2005 Auxey-Duresses, 1er Cru, Comte Armand, Burgundy

2005 Auxey-Duresses, 1er Cru, Comte Armand, Burgundy

Product: 20051261017
2005 Auxey-Duresses, 1er Cru, Comte Armand, Burgundy

Description

The brilliant purple colour is followed by an explosion of wonderfully ripe yet fresh summer fruits and exceptional length. Not for the faint hearted yet easy to fall in love with. Drink 2008-2012.
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Critics reviews

Wine Advocate89-91/100
Wine Advocate89-91/100
A blend of one-third Les Duresses and two-thirds les Breterins, the Comte Armand 2005 Auxey-Duresses 1er Cru (from vines up to 80 years old) offers vivid aromas and flavors of black currant with a pleasantly bitter hint of fruit skin, impressive palate density and a juicy fresh cassis and bitter black chocolate finish. At over 14% alcohol and with an almost freakishly low pH (neither of which is directly noticeable) this looks on paper more like a Zinfandel or Barbera, but it is a formidable and fascinating Pinot I would bet on for 3-5 years of cellaring.
David Schildknecht - 30/04/2007 Read more

About this WINE

Domaine Comte Armand

Domaine Comte Armand

Owned by the family of the Comte Armand since 1825, Clos des Epeneaux is among Pommard’s most revered vineyards. Post-phylloxera, it wasn’t replanted until 1930. Further vineyards were acquired in ’94: Auxey-Duresses, Auxey-Duresses Premier Cru, Volnay and Volnay’s Frémiets.

The modern era effectively began with Pascal Marchand, who was succeeded as winemaker by Benjamin Leroux. When Ben left in 2014 to focus on his own business, Paul Zinetti took the reins.

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Auxey-Duresses

Auxey-Duresses

A small village in a side valley off the Côte de Beaune, with a slightly cooler local climate making for a more austere style of Burgundy. Nonetheless this can be an excellent source of relatively inexpensive wine in warmer years, or from top producers. At the moment production is about 75:25 red to white. The reds can age well, while the whites can have a most attractive minerality.

  • 138 hectares of village Auxey-Duresses
  • 32 hectares of Premier Cru vineyards (nine in all), the best being Les Duresses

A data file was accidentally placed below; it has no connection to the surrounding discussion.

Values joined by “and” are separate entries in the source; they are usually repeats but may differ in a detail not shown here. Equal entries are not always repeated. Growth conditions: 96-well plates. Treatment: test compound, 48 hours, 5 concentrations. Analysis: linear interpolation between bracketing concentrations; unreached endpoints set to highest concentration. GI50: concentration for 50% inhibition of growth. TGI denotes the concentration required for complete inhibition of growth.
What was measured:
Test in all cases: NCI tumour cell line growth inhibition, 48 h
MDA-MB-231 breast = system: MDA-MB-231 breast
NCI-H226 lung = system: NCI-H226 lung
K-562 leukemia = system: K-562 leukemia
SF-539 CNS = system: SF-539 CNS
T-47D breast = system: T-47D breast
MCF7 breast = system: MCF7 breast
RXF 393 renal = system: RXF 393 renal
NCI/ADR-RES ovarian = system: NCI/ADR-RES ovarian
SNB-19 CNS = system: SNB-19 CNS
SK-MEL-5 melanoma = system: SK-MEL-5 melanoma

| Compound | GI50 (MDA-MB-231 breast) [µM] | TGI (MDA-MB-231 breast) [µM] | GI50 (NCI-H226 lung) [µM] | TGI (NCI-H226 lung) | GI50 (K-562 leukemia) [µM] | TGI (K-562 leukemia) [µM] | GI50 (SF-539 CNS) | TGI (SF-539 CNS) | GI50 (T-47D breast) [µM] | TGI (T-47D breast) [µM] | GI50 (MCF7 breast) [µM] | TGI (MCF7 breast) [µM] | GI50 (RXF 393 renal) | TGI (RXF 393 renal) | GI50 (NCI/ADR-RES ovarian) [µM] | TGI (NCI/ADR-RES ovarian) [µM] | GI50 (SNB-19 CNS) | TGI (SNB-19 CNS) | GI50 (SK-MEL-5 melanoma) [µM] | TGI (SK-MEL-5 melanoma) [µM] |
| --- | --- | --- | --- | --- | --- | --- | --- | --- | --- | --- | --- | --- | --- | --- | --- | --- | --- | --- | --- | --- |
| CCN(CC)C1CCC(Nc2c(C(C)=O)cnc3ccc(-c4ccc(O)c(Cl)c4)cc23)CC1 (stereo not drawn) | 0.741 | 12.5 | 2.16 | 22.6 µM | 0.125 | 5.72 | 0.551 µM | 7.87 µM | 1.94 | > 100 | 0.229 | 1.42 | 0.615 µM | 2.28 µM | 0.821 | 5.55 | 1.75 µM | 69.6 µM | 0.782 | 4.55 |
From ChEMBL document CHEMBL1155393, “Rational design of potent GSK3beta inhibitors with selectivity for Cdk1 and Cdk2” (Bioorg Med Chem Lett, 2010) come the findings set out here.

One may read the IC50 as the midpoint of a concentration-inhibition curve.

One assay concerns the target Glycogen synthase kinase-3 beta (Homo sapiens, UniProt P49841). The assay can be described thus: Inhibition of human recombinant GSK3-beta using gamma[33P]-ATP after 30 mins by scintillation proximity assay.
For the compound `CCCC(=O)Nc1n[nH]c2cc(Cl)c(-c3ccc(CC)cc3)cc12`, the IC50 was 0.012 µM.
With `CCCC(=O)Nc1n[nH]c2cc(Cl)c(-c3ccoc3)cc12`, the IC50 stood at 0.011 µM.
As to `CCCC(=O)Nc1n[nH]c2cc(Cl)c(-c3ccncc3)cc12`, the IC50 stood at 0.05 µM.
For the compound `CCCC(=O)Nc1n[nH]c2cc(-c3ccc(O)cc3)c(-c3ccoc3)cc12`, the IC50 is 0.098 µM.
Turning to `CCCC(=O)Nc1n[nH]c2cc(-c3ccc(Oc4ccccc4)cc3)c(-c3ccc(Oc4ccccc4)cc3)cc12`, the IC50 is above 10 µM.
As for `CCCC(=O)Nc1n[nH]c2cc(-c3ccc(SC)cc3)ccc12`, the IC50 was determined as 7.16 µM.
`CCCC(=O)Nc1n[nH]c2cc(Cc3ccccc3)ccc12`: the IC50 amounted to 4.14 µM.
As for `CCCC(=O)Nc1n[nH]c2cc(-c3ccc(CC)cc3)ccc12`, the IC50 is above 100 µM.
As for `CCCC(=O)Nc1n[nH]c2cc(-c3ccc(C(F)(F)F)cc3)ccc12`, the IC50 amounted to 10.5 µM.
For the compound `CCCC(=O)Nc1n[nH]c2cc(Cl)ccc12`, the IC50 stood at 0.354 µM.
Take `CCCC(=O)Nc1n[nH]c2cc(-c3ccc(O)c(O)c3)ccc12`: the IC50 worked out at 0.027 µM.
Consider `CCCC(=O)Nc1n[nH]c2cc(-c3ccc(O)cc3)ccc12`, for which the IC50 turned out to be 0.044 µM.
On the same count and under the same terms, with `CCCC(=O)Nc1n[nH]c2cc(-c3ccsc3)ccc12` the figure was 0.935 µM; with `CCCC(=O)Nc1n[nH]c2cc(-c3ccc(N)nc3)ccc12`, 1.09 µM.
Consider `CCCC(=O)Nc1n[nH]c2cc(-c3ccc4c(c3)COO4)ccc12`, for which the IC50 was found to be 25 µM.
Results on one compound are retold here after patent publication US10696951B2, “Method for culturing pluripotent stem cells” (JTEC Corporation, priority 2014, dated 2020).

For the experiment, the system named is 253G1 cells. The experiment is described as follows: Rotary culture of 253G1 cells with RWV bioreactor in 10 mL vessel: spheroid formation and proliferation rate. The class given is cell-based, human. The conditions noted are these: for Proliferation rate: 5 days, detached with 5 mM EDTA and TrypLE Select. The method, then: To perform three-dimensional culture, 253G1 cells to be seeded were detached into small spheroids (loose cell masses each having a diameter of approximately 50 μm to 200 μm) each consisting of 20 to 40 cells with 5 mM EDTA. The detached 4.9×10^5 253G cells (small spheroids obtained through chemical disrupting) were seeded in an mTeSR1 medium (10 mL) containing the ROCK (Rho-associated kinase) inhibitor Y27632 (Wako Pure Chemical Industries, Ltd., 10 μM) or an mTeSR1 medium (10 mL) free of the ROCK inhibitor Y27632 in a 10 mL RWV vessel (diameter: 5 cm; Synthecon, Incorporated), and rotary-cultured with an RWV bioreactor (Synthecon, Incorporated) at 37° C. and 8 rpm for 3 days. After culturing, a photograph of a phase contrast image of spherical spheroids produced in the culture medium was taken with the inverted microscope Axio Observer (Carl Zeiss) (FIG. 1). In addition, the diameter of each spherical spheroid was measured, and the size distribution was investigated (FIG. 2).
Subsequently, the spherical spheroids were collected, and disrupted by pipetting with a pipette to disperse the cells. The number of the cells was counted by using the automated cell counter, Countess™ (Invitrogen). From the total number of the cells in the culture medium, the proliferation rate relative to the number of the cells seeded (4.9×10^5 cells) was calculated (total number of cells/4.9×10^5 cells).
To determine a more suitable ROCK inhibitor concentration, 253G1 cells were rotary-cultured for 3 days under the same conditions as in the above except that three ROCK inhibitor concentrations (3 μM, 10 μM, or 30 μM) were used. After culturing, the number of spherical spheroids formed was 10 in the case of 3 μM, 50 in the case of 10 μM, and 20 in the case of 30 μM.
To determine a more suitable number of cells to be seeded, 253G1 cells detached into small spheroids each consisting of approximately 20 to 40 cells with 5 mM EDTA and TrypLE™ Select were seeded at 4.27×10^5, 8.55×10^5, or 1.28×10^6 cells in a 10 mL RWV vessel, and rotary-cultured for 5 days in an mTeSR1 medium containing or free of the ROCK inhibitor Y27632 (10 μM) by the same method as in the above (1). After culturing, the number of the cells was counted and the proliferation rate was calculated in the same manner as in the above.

• Recommended producers:  Comte Armand (red), Fichet (white)

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Pinot Noir

Pinot Noir

Pinot Noir is probably the most frustrating, and at times infuriating, wine grape in the world. However when it is successful, it can produce some of the most sublime wines known to man. This thin-skinned grape which grows in small, tight bunches performs well on well-drained, deepish limestone based subsoils as are found on Burgundy's Côte d'Or.

Pinot Noir is more susceptible than other varieties to over cropping - concentration and varietal character disappear rapidly if yields are excessive and yields as little as 25hl/ha are the norm for some climats of the Côte d`Or.

Because of the thinness of the skins, Pinot Noir wines are lighter in colour, body and tannins. However the best wines have grip, complexity and an intensity of fruit seldom found in wine from other grapes. Young Pinot Noir can smell almost sweet, redolent with freshly crushed raspberries, cherries and redcurrants. When mature, the best wines develop a sensuous, silky mouth feel with the fruit flavours deepening and gamey "sous-bois" nuances emerging.

The best examples are still found in Burgundy, although Pinot Noir`s key role in Champagne should not be forgotten. It is grown throughout the world with notable success in the Carneros and Russian River Valley districts of California, and the Martinborough and Central Otago regions of New Zealand.

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